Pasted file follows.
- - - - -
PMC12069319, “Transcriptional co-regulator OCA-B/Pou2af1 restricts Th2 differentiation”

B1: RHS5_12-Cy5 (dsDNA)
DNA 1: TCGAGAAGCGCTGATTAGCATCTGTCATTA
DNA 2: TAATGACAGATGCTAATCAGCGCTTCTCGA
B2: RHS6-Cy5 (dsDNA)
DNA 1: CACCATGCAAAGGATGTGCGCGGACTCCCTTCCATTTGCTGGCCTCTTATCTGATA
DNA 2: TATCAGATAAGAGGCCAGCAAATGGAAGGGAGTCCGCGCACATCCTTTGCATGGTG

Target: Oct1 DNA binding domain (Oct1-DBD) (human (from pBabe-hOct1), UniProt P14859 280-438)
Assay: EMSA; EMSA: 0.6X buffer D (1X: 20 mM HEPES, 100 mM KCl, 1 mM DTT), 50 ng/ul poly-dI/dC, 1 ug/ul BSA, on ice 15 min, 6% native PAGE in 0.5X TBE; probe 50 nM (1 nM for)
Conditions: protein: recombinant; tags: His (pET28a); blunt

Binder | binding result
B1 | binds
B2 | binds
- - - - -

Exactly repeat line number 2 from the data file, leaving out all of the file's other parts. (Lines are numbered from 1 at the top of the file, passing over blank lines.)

B1: RHS5_12-Cy5 (dsDNA)